Fatal accidents in the Irish construction industry 1991-2001: A survey of contributory factors.
Marie Dalton, B.A., M.Sc. Health and Safety Authority
CONTENTS Page List of tables 4 List of figures 4 Executive Summary 5 1. Introduction 7 2. Literature Review 11
2.1 Research into management, organisational and human factors in the construction industry (HSE, 1992) 12
2.2 Summary of information from survey into fatal accidents 1995-1997: Construction industry (HSA, 1998) 13
2.3 Construction health and safety for the new millennium (HSE, 2000) 14 2.4 Improving health and safety in construction. Phase 1: Data collection,
review and structuring (HSE, 2001) 16 2.5 Safety behaviour in the construction sector (HSA & HSE-NI, 2002) 17
3. Construction Legislation 19 3.1 European Legislation 20
3.2 Irish Legislation 21 3.3 UK Legislation 24 4. Theoretical Models of Accident Causation 27
4.1 Reason’s Framework for Accident Causation (1990) 28 4.2 Constraint Response Theory (2001) 29
5. Methodology 32
5.1 Data Sources 33 5.2 Method 34
6. Results 35
6.1 Descriptive Summaries 36 6.1.1 Study response rates 36 6.1.2 Numbers of fatalities 36 6.1.3 Employment status 37 6.1.4 Age profile 38 6.1.5 Incident type 38 6.1.6 Appointment of PSDS / PSCS 38
6.2 Statistical Analyses 39
6.2.1 Contributory factor ratios 39 6.2.2 Contributory factors and employment status 41 6.2.3 Contributory factors and age 42 6.2.4 Contributory factors and incident type 43
6.2.5 Factor Analysis 44 7. Discussion 48
7.1 Site Management Contribution 49 7.2 Headquarter Contribution 50 7.3 Injured Party Contribution 51 7.4 Connections between Levels 52 7.5 Particular Risks 53 7.6 Legislation 55 7.7 Limitations of the Current Study 56 7.8 Recommendations 57
7.9 Concluding Comments 59 References 61 Appendices 64
1. Cover Letter 65 2. Study Questionnaire 66 3. Statistical Analyses 67
List of Tables
1. Total fatalities and construction fatalities 1991-2001 2. Safety activity 1998-2001 3. Study response rates 4. Summary of PSDS/ PSCS appointments 5. Percentage contribution to fatalities 1991-2001 6. Mean percentage scores for 1991-1995 compared with 1996-2001 7. Ratios x employment status 8. Bivariate correlation: contributory factors x age 9. Ratios x incident type 10. Principal factors analysis with varimax rotation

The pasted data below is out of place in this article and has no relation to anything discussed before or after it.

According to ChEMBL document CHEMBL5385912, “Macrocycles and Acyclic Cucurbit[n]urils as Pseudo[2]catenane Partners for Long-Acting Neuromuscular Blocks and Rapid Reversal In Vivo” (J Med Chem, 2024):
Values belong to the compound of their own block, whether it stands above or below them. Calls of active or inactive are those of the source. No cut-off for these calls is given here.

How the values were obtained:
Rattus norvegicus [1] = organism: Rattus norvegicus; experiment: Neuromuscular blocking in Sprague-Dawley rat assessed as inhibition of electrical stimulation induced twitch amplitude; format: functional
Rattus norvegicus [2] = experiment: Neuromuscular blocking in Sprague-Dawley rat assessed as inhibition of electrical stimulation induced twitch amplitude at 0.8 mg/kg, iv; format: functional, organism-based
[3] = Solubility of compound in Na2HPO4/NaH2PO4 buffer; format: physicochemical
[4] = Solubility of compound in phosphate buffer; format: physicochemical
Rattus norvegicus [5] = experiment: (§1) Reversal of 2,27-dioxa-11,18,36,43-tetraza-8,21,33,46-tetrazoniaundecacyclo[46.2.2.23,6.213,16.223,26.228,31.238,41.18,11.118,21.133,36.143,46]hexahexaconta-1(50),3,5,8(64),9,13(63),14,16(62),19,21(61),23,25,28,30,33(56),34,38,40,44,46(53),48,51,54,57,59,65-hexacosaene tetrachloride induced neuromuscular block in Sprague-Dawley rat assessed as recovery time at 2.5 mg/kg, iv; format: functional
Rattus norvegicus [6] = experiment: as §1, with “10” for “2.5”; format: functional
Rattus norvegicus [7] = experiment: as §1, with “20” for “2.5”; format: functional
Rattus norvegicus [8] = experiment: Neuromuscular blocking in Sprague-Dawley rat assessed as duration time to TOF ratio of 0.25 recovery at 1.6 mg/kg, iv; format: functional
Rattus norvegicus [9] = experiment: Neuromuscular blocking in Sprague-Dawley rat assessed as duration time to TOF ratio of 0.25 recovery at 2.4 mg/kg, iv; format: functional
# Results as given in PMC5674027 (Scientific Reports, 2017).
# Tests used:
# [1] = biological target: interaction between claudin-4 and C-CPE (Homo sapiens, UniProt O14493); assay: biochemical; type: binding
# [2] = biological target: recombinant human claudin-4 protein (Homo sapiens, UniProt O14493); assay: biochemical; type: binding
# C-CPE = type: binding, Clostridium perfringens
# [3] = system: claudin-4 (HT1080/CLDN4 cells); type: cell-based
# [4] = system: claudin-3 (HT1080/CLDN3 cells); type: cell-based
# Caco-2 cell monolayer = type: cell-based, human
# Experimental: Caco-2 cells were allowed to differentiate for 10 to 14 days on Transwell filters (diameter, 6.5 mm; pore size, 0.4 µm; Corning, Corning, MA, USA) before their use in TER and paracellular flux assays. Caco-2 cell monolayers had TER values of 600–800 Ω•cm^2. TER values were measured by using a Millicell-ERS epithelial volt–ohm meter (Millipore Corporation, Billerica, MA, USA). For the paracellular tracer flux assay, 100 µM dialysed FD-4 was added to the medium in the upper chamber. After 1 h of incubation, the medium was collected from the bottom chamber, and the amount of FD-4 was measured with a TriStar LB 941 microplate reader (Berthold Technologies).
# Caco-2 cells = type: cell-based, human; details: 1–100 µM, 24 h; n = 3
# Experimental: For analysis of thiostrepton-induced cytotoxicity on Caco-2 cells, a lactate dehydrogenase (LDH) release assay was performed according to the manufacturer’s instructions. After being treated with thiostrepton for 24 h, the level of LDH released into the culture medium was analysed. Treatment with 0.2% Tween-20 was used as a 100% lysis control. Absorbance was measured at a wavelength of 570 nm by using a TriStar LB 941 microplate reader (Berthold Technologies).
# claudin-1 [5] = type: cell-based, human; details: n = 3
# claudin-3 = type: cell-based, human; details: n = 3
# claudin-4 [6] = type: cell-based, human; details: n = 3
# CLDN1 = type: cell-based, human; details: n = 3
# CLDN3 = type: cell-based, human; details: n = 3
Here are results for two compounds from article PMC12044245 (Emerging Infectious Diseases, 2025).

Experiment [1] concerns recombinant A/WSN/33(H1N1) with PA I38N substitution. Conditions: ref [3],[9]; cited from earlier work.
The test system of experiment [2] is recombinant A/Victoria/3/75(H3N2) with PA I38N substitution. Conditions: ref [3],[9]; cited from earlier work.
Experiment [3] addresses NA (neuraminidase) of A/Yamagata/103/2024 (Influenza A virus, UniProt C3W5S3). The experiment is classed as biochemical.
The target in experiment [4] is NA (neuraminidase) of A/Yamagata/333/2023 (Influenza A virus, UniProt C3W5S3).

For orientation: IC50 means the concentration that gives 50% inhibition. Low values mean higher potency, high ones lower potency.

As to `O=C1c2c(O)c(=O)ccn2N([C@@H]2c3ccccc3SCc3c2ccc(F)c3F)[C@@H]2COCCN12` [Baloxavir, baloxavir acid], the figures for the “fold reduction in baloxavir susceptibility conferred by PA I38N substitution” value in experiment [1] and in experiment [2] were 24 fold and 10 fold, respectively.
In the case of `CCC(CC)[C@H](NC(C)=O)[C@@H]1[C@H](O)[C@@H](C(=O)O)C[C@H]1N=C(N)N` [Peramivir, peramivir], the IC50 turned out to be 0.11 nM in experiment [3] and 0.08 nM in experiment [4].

List of Figures
1. Fatality rate 1991-2001 2. James Reason (1990) – Accident causation model 3. Suraji et al (2001) – Accident causation model 4. Number of fatalities 1991-2001 5. Employment status: fatalities 1991-2001 6. Age profile: fatalities 1991-2001 7. Incident type: fatalities 1991-2001 8. Contributions at HQ, SM and IP levels: 1991-2001 9. Boxplot for Headquarter factor 1991-2001 10. Percentage contribution to fatalities 1991-1996 11. Percentage contribution to fatalities 1997-2001
The research examines the factors contributing to fatalities in the Irish construction industry
for the period 1991-2001. A review of the relevant literature is presented together with a
summary of two theoretical models of accident causation.
Investigating inspectors for the Health & Safety Authority completed questionnaires relating
to each fatality. Information was obtained in relation to contributory factors at Headquarter
(HQ), Site Management (SM) and Injured Party (IP) levels.
� Statistical analyses revealed a ratio of 2:1:1 for SM, HQ and IP factors respectively,
replicating the results of previous research by the HSA and the HSE. That is,
inspectors identified site level factors twice as often as either HQ or IP factors when
assessing the causes of a fatality (see p.39).
� The 2:1:1 ratio is maintained across individual years, across employment status and
incident type (see pp.41-43).
� The data was examined for the impact of the Safety, Health and Welfare at Work
Regulations (1995). No significant alteration in contributory factors arose from the
introduction of the Regulations. However, this result is compromised by the scarcity
of data for the years 1991-1994.
� The SM items that cited most often are: (see p.49)